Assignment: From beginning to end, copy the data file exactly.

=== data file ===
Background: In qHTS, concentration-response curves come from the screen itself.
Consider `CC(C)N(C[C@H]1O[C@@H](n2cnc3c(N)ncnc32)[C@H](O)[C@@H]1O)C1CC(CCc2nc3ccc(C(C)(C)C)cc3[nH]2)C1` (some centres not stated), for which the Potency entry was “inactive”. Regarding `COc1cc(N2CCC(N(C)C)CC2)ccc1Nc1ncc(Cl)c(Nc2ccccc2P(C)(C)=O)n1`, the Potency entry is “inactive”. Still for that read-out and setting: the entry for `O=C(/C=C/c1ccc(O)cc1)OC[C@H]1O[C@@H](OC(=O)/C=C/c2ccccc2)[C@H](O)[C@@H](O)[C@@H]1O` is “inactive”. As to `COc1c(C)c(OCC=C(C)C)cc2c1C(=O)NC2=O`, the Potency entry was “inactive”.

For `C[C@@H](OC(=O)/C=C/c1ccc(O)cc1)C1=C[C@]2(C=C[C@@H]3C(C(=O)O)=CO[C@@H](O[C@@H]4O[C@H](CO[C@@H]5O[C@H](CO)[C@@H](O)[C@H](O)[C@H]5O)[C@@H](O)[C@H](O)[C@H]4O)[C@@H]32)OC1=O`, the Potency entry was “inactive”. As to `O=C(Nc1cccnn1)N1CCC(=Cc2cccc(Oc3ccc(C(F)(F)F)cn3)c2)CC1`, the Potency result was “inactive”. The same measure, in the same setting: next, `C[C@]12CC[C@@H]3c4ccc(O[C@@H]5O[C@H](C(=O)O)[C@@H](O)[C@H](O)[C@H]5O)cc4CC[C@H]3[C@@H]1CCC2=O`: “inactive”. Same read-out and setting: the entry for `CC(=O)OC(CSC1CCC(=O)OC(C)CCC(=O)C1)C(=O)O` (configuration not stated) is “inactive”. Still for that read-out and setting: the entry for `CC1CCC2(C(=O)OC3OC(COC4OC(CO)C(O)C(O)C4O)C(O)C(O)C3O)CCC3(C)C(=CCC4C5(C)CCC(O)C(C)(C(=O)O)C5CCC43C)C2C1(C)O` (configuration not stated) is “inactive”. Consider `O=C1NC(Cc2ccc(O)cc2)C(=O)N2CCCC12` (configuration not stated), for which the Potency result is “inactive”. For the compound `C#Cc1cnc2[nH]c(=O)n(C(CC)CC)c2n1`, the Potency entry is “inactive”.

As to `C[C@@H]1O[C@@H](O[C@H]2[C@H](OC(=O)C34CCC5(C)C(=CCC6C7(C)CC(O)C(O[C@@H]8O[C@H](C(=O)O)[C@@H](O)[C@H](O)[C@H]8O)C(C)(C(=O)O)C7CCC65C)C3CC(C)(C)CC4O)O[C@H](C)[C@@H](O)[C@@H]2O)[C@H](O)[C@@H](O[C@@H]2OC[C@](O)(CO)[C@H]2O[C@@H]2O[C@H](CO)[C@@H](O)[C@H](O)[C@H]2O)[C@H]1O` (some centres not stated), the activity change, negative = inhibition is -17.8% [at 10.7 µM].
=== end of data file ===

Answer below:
Background: In qHTS, concentration-response curves come from the screen itself.
Consider `CC(C)N(C[C@H]1O[C@@H](n2cnc3c(N)ncnc32)[C@H](O)[C@@H]1O)C1CC(CCc2nc3ccc(C(C)(C)C)cc3[nH]2)C1` (some centres not stated), for which the Potency entry was “inactive”. Regarding `COc1cc(N2CCC(N(C)C)CC2)ccc1Nc1ncc(Cl)c(Nc2ccccc2P(C)(C)=O)n1`, the Potency entry is “inactive”. Still for that read-out and setting: the entry for `O=C(/C=C/c1ccc(O)cc1)OC[C@H]1O[C@@H](OC(=O)/C=C/c2ccccc2)[C@H](O)[C@@H](O)[C@@H]1O` is “inactive”. As to `COc1c(C)c(OCC=C(C)C)cc2c1C(=O)NC2=O`, the Potency entry was “inactive”.

For `C[C@@H](OC(=O)/C=C/c1ccc(O)cc1)C1=C[C@]2(C=C[C@@H]3C(C(=O)O)=CO[C@@H](O[C@@H]4O[C@H](CO[C@@H]5O[C@H](CO)[C@@H](O)[C@H](O)[C@H]5O)[C@@H](O)[C@H](O)[C@H]4O)[C@@H]32)OC1=O`, the Potency entry was “inactive”. As to `O=C(Nc1cccnn1)N1CCC(=Cc2cccc(Oc3ccc(C(F)(F)F)cn3)c2)CC1`, the Potency result was “inactive”. The same measure, in the same setting: next, `C[C@]12CC[C@@H]3c4ccc(O[C@@H]5O[C@H](C(=O)O)[C@@H](O)[C@H](O)[C@H]5O)cc4CC[C@H]3[C@@H]1CCC2=O`: “inactive”. Same read-out and setting: the entry for `CC(=O)OC(CSC1CCC(=O)OC(C)CCC(=O)C1)C(=O)O` (configuration not stated) is “inactive”. Still for that read-out and setting: the entry for `CC1CCC2(C(=O)OC3OC(COC4OC(CO)C(O)C(O)C4O)C(O)C(O)C3O)CCC3(C)C(=CCC4C5(C)CCC(O)C(C)(C(=O)O)C5CCC43C)C2C1(C)O` (configuration not stated) is “inactive”. Consider `O=C1NC(Cc2ccc(O)cc2)C(=O)N2CCCC12` (configuration not stated), for which the Potency result is “inactive”. For the compound `C#Cc1cnc2[nH]c(=O)n(C(CC)CC)c2n1`, the Potency entry is “inactive”.

As to `C[C@@H]1O[C@@H](O[C@H]2[C@H](OC(=O)C34CCC5(C)C(=CCC6C7(C)CC(O)C(O[C@@H]8O[C@H](C(=O)O)[C@@H](O)[C@H](O)[C@H]8O)C(C)(C(=O)O)C7CCC65C)C3CC(C)(C)CC4O)O[C@H](C)[C@@H](O)[C@@H]2O)[C@H](O)[C@@H](O[C@@H]2OC[C@](O)(CO)[C@H]2O[C@@H]2O[C@H](CO)[C@@H](O)[C@H](O)[C@H]2O)[C@H]1O` (some centres not stated), the activity change, negative = inhibition is -17.8% [at 10.7 µM].